Creation 20(4):4, September 1998
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Evolution and practical science
Countering a common belief with Creation magazine
In February 1998, the journal Australasian Science carried an article by environmental biologist David Booth warning ‘that scientific creationism is making unwelcome inroads into the education system’.
The usual misrepresentations/misunderstandings about creation and science aside, I was interested to see that towards the article’s end, Booth claimed that understanding evolution ‘is of great practical relevance’.1
‘Decisions on the control of disease and pest resistance, the treatment of genetic diseases, the design of nature reserves and endangered species breeding programs,’ he writes, ‘all must be based on solid evolutionary principles.’
This widespread misconception, that much of practical science becomes impossible without belief in evolution, is only one of the many myths which readers can counter using Creation magazine.
For example, compare Booth’s statement above with the interview involving a French scientist heavily involved in government research on similar questions. This geneticist is only one of many who believe in six-day creation, and he is convinced that evolutionary theory is of absolutely no practical value to his work whatsoever.
This is one of the main reasons we routinely feature articles on qualified, practising scientists who are creationists, in a vast array of fields. It helps readers to be able to easily counter the common fallacy that belief in evolution has something to do with real, practical science that works.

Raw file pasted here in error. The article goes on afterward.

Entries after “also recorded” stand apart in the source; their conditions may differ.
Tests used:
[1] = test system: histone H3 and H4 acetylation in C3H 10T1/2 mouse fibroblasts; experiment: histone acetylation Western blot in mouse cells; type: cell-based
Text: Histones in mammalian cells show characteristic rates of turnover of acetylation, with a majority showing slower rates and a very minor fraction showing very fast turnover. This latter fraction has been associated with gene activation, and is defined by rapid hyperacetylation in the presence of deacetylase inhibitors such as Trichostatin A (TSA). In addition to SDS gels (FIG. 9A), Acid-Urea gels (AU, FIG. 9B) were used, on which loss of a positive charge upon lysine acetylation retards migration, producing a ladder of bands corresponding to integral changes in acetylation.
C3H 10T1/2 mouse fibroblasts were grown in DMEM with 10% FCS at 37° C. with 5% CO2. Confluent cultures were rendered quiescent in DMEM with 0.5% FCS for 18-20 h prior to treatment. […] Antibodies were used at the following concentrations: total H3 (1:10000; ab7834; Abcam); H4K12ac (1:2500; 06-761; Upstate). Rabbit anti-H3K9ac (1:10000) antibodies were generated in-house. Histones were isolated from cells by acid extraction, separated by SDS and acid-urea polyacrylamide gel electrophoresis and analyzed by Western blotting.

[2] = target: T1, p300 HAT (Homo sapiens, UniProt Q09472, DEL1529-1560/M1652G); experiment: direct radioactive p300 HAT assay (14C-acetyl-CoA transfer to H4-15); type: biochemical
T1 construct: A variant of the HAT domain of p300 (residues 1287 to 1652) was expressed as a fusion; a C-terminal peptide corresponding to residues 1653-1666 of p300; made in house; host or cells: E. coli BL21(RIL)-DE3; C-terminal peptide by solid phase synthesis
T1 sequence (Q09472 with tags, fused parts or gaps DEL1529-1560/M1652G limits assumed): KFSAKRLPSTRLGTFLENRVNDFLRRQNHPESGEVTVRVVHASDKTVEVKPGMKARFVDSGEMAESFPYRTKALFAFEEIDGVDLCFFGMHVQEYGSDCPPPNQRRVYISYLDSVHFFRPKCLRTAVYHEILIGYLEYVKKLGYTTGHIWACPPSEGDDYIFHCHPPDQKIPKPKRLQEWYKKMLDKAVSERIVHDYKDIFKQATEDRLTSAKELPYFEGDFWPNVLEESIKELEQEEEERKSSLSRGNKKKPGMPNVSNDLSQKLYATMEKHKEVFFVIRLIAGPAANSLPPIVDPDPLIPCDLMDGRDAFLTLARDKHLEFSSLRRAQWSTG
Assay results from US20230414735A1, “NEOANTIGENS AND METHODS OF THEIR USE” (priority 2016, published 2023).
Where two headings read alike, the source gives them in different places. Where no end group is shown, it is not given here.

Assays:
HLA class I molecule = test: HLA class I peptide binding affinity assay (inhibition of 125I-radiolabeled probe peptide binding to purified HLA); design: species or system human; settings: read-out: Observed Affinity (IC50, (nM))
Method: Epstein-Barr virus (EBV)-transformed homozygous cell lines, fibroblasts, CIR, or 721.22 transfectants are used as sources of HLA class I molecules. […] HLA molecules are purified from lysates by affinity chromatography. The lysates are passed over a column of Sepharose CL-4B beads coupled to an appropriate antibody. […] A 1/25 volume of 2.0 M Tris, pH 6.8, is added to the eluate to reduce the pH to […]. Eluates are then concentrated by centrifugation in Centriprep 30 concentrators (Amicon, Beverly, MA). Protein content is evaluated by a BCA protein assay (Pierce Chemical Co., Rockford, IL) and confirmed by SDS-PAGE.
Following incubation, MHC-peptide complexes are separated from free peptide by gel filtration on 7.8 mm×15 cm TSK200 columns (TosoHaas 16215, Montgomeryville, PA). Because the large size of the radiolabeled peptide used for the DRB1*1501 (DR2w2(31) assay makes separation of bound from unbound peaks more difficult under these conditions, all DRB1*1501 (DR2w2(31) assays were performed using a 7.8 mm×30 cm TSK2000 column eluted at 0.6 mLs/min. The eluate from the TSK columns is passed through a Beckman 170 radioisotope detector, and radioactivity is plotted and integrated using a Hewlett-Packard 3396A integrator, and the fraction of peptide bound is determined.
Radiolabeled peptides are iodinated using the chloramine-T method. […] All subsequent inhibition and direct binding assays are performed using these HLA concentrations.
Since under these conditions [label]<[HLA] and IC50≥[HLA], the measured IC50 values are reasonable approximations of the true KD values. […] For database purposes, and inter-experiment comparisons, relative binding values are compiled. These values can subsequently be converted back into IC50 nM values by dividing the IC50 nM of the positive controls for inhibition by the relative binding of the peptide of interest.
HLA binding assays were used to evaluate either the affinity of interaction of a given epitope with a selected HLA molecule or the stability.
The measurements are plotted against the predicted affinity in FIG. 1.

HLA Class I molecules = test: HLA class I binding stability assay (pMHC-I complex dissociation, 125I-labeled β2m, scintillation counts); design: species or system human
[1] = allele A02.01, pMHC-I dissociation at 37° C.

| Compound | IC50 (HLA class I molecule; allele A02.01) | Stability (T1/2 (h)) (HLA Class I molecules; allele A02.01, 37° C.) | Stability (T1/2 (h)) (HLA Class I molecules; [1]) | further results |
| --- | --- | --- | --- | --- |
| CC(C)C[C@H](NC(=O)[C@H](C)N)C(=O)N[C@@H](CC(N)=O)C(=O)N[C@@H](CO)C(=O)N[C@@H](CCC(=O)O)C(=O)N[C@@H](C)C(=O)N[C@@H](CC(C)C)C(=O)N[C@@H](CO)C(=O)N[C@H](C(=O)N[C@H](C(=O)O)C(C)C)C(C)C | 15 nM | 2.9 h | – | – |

Associated with this is the myth, adhered to by perhaps the majority of educated people today, that one can ‘see evolution happening’ today. Biologists like Booth, when they see changes such as adaptation through natural selection, etc. think they are ‘seeing’ the same process which allegedly turned fish into philosophers, for example. Thus, until the fallacy in this belief is explained to them, it is no wonder that they see evolution-rejecting Christians as ignorant fanatics denying a ‘fact’ which they can see with their own eyes.
This is why it is so important for us to try to include, in each issue of the magazine, something which you can use to correct such misconceptions—preferably, something which not only informs, but is enticing to read, such as the article on bears with its brilliant photography. This presents the facts of adaptation and natural selection within a thoroughly biblical way of thinking about the history of life.
Even more exciting is this: Not only do observations of the changes in living things not demand an evolutionary interpretation, but they actually generate a huge problem for mega-evolutionary belief, once the crucial ‘information factor’ is taken into account (see also Weasel Words).
A point of irony in all this comes from an earlier part of Booth’s article, in which he complains that many Australian university biology curricula ‘pay no more than lip service to evolution’. The reason, says Booth, is the ‘move to a more utilitarian science’ which demands ‘more practical benefits from science’. So Booth admits that, in response to pressure to get more practical scientific results, universities are moving away from spending time on evolutionary theorising. This hardly supports his claim in the same article that evolution is ‘of great practical relevance’ to science!
Enjoy this magazine, but please—don’t keep this information to yourself. It’s just far too important.
- Booth’s claim is moderate compared to some of the inflammatory rhetoric (designed for public consumption) from the extreme wing of anti-creationism in Australia. One flamboyant atheistic crusader, widely regarded as obsessed with the issue (and lauded by some prominent churchmen), claims that all modern science, technology, medicine, etc. would be impossible if biblical creation were true! Return to text.
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